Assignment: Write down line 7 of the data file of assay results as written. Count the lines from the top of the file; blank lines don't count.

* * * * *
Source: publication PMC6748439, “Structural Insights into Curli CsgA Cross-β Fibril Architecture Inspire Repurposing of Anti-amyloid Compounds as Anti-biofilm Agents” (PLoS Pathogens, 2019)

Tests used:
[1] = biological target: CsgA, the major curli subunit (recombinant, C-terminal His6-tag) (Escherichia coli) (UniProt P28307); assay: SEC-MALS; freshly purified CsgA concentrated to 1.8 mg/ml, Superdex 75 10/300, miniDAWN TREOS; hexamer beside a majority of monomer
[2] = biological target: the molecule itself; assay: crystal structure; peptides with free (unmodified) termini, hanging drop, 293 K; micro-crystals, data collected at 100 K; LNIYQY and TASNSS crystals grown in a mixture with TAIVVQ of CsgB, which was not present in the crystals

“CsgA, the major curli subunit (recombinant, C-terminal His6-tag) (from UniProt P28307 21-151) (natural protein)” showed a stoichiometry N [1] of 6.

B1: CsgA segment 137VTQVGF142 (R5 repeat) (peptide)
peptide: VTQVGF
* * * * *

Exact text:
peptide: VTQVGF